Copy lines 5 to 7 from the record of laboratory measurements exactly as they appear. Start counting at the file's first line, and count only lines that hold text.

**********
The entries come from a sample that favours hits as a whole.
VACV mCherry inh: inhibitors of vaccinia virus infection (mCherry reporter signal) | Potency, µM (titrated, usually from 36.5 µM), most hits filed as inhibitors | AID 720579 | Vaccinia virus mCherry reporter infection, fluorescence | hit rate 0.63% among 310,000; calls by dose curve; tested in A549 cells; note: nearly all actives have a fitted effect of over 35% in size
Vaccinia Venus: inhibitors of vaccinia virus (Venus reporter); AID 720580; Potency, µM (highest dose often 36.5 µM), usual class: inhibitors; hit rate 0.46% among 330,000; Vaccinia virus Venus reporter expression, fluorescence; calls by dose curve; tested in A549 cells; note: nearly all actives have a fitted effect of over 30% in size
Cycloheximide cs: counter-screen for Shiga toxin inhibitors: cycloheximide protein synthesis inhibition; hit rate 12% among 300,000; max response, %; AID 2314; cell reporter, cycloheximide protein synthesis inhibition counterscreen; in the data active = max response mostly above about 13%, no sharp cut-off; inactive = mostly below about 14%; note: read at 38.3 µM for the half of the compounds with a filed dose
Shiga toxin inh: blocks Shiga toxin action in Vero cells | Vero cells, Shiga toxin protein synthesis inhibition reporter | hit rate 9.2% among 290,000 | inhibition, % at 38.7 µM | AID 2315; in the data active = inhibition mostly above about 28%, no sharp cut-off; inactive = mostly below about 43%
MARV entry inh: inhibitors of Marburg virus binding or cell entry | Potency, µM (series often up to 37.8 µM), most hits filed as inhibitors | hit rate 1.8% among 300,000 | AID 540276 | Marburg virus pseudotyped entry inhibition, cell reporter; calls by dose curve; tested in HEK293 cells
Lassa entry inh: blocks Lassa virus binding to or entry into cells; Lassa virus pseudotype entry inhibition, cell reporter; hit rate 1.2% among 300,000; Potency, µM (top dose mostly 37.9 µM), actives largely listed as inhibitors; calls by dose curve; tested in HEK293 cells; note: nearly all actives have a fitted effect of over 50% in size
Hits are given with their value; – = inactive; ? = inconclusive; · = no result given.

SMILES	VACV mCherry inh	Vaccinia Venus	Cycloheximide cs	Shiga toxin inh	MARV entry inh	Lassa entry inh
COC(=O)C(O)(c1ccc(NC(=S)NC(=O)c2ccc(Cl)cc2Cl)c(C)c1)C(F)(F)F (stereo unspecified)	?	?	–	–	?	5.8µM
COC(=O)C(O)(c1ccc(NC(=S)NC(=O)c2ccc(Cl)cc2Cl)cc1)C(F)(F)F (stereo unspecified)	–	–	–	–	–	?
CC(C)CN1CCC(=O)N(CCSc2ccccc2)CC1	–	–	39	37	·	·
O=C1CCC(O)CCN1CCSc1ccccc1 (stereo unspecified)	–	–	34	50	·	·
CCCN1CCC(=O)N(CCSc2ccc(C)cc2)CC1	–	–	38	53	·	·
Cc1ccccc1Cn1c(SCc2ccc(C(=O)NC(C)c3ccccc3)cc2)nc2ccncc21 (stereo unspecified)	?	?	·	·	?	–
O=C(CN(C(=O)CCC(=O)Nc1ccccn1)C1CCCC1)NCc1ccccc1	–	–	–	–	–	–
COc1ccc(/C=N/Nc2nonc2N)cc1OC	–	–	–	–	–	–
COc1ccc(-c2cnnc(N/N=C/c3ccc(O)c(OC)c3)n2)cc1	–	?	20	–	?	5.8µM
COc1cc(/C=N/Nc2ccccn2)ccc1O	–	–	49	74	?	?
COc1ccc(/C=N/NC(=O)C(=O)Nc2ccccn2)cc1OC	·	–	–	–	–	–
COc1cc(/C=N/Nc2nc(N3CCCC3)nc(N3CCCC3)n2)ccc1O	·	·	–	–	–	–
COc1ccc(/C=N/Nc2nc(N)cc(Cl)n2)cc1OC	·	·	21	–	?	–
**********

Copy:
Shiga toxin inh: blocks Shiga toxin action in Vero cells | Vero cells, Shiga toxin protein synthesis inhibition reporter | hit rate 9.2% among 290,000 | inhibition, % at 38.7 µM | AID 2315; in the data active = inhibition mostly above about 28%, no sharp cut-off; inactive = mostly below about 43%
MARV entry inh: inhibitors of Marburg virus binding or cell entry | Potency, µM (series often up to 37.8 µM), most hits filed as inhibitors | hit rate 1.8% among 300,000 | AID 540276 | Marburg virus pseudotyped entry inhibition, cell reporter; calls by dose curve; tested in HEK293 cells
Lassa entry inh: blocks Lassa virus binding to or entry into cells; Lassa virus pseudotype entry inhibition, cell reporter; hit rate 1.2% among 300,000; Potency, µM (top dose mostly 37.9 µM), actives largely listed as inhibitors; calls by dose curve; tested in HEK293 cells; note: nearly all actives have a fitted effect of over 50% in size